While life on Earth didn't originate from a blueprint, Stephen Michnick is helping the scientific community uncover the basic architecture of living things. A Université de Montréal biochemistry professor and Canada Research Chair in Integrative Genomics, Dr. Michnick has developed novel technologies that have enabled him to examine how proteins interact within cells.
Dr. Michnick's new ways of seeing living cells promises to reduce big chunks of analysis to understand how our genomic blueprint translates into complex life. The raison d'être of his work is to understand the fundamental chemistry of life, pinpoint where diseases begin and map out where they can be stopped – killer illnesses such as cancer and Alzheimer's.
"We think of genes and proteins interact in the same manner as people process sentences," says Dr. Michnick. "Living cells do something similar with genes – proteins read DNA sequence from beginning to end and translate this information in turn into new protein, which are essentially molecules that build the cells structure and control biochemical processes. But like language, there's much more to it than a simple grammatical problem; there are more abstract processes at the heart of reading genes that we need to understand."
Learning how to read genes
Dr. Michnick, who was recruited to the Université de Montréal from Harvard University, routinely collaborates with top scientists in his quest to know where life began. In a recent study published in the journal PLoS Biology, led by Harvard University's Fred Winston, the University of Toronto's Tim Hughes, Dr. Michnick and the Université de Montréal's Christian Landry helped identify genes that code for proteins that in turn control the reading of genes.
"Our team found that when these proteins are destroyed, genes are sometimes read from somewhere in the middle, which is comparable to a defective printer that transcribes only the last words of a sentence," Dr. Michnick says. "In a living cell, such misinterpretation of genes might be thought to have devastating effects, but we found that under some conditions, misreading genes might be useful."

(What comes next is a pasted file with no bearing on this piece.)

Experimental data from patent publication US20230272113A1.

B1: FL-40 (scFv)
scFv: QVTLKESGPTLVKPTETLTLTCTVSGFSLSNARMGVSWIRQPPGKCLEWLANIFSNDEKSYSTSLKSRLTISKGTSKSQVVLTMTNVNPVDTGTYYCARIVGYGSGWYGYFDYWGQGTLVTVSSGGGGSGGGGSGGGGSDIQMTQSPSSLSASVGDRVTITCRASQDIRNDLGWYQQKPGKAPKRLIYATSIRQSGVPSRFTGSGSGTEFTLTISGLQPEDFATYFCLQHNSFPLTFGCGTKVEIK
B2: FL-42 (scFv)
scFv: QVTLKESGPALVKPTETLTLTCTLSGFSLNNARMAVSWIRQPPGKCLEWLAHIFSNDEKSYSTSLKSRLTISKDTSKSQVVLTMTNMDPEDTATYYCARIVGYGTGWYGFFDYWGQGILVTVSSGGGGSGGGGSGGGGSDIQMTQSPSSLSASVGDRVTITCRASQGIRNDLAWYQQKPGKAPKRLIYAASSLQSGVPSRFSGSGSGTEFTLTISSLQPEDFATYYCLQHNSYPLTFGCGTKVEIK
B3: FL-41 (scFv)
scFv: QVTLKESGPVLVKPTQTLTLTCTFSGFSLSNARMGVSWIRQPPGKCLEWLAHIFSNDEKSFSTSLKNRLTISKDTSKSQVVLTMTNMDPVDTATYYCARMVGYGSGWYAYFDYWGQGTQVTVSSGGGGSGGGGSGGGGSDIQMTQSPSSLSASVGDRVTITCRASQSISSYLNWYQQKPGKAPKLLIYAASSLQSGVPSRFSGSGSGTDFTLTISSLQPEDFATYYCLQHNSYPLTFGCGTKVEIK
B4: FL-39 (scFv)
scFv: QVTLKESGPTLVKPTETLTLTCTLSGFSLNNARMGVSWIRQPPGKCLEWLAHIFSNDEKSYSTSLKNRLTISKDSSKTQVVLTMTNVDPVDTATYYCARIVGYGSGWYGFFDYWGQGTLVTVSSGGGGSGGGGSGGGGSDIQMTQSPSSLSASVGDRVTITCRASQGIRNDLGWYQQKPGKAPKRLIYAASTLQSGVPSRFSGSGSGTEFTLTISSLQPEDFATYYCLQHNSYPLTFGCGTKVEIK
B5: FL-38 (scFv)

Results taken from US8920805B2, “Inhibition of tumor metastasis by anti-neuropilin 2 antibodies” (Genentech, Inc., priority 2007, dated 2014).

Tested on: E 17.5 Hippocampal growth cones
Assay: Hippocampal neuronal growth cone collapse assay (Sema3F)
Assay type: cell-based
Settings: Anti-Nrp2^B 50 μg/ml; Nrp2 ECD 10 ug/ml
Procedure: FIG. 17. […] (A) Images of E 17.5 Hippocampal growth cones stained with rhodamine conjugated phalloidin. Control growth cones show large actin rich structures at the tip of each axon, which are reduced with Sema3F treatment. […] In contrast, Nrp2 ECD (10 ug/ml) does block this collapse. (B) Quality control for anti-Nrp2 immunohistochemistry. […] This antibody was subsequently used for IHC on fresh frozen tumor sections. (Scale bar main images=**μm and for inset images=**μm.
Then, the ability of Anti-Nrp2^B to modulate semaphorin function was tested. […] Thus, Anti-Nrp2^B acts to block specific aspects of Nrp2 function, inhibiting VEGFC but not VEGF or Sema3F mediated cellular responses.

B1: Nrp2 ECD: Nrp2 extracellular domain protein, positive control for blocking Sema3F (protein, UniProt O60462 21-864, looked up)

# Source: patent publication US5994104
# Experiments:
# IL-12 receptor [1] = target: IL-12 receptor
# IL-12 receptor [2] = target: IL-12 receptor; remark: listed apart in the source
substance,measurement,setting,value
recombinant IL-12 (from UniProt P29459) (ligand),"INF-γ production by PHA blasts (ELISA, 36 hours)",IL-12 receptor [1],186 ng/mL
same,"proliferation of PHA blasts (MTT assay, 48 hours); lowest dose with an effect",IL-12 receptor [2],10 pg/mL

In the PLoS study, the researchers identified proteins they described as gene grammarians. Simply put, gene grammarians are linked to a larger complex of proteins that determine whether a gene can be read – or not – based on DNA structure. The scientists found gene grammarians can determine whether cells have different functions and can identify the different levels of susceptibility – or resistance – individuals could have to specific diseases.
The study provides insight into the fundamental mechanisms of epigenetic control – gene expression that are controlled by heritable but potentially reversible changes in DNA – which provides a new avenue towards understanding environmental effects on the human genome.
"Epigenetic control is needed to direct the development of an embryonic stem cell, for instance, into a brain as opposed to a kidney cell," Dr. Michnick says. "Control of genes is subject to both inherited and environmental factors, so that genes may be read differently and up to what a person eats or even what their grandmother ate."
Source: University of Montreal
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